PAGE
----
7. Crackdown (2007)
From a personal perspective, Crackdown was one of the best Xbox 360 games in history. Spinning the standard grounded crime sim formula into a futuristic superhero game, Crackdown was a high impact and exceedingly over the top in a genre that usually takes it easy. While travelling the city in skyscraper-sized leaps would be the preferred way to get around once you unlocked more of your powers, getting around by car was still default form of travel. Your powers come with the bonus of also powering up your cars into instruments of devastation, which really comes in handy when raiding a criminal base.
While the story and characters are a fat lot of nothing, the gameplay was consistently entertaining and the game offered an online co-op mode that saw you and a friend patrolling the city together. To this day, there are few GTA Clones that offer an online experience as blisteringly entertaining as Crackdown.
6. Just Cause 2 (2010)
Much like Watch Dogs, it took Just Cause two tries to get the idea right. Just Cause 2 delivers on the full potential of the free-roaming sandbox action spectacular that the original game could only hint towards.
While there is a narrative driving all of this mayhem, it is immaterial to the true value of Just Cause 2; this game lets you play the action your way. Drive a car into the base, skydive from the very top of the game’s skybox and latch onto an enemy-controlled skyscraper with a grappling hook, parachute into enemy territory using the grappling hook to propel you across the skies. Just Cause 2 is so willing to simply let you enjoy yourself, it is very easy to forget to even start a new mission.
The success of Just Cause 2’s approach to sandbox mayhem was so great that it arguably impeded the sequels, I recall trying to play Just Cause 3 and the games early stages tried to insist you play the missions and stick to the script when all I really wanted to do was let loose. This was reflected in the reviews, as no Just Cause sequel ever did as well as the second game.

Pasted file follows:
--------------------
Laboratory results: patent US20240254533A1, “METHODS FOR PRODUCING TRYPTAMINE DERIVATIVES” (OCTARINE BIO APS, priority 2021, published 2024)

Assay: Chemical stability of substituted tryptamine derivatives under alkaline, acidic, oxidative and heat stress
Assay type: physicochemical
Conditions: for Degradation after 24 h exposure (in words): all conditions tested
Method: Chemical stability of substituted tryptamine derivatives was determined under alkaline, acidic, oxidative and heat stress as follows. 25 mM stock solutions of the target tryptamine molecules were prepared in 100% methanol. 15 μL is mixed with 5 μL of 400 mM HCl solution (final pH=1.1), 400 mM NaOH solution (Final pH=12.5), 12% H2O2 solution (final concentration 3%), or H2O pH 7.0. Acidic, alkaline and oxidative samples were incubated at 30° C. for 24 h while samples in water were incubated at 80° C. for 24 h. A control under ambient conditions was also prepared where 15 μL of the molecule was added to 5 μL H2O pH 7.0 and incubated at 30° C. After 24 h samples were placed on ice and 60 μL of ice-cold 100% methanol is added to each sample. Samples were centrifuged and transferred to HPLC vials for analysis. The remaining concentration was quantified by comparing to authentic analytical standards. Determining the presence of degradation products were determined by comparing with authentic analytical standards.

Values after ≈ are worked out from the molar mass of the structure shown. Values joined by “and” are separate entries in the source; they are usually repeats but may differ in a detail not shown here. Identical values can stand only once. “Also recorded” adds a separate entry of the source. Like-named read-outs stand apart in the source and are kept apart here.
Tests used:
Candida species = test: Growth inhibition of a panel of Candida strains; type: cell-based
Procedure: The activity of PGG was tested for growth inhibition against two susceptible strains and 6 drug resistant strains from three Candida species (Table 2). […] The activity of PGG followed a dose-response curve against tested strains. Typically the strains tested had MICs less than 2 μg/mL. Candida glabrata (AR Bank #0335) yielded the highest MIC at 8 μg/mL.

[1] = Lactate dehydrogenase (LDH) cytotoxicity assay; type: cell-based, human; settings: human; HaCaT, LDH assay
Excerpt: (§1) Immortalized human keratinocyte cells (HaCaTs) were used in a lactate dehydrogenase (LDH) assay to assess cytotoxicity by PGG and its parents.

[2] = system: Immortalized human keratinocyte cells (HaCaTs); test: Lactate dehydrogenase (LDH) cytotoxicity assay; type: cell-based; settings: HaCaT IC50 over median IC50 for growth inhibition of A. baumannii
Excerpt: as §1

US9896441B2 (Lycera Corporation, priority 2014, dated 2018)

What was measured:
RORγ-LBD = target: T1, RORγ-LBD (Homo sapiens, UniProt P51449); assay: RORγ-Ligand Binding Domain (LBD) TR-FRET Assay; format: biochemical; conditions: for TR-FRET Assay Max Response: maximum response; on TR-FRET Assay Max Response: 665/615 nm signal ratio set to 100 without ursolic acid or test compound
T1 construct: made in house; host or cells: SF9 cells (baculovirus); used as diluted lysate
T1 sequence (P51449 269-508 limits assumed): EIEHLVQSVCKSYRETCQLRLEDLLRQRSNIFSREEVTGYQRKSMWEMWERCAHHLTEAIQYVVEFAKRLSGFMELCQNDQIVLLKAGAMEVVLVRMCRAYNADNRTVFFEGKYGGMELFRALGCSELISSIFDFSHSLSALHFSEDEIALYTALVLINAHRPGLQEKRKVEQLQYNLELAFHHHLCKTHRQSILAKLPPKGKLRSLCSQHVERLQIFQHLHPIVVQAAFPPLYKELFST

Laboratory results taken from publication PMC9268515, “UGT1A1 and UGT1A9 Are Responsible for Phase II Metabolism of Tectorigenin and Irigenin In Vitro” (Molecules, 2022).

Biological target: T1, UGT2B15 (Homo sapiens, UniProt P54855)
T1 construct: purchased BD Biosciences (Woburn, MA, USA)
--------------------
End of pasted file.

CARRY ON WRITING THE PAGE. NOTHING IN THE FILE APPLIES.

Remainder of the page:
5. Saints Row: The Third (2011)
In a genre dominated by GTA, Saints Row managed to make itself an undeniable part of the gaming landscape in the years between GTA IV and GTA V. For a time, Saints Row: The Third was the top dog until GTA V hit and flattened everything in its path.
Saints Row: The Third was a lot of weird, crazy fun. It amplified everything silly about the previous games to an almost obscene degree and that obscenity was part of the appeal.
Its place in gaming history suffered somewhat due to the release of GTA V and because, for everything the game did well, it did so thanks to the game that came before it.
4. Mercenaries: Playground of Destruction (2005)
Mercenaries was one of the lesser classics of the PS2 era. A massive-scale action game that let you have all the chaotic fun your mind could conjure up. All manner of weapons and vehicles are at your disposal to take on enemies and raid their bases.
Fans are still passionate about this game all these years later, clamouring for a remake or remaster to relive the carnage and bring the devastation to a whole new generation. It deserves a rejuvenated audience, the genre owes so much to this game and it rarely gets its dues. Mercenaries walked so that games like Just Cause could run; its influence on expanding the idea of what a sandbox game could do should not be downplayed.
3. The Simpsons: Hit & Run (2003)